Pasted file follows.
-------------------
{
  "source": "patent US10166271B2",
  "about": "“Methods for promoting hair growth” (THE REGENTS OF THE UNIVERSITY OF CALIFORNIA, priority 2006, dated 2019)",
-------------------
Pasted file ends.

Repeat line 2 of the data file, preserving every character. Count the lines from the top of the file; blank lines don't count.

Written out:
  "source": "patent US10166271B2",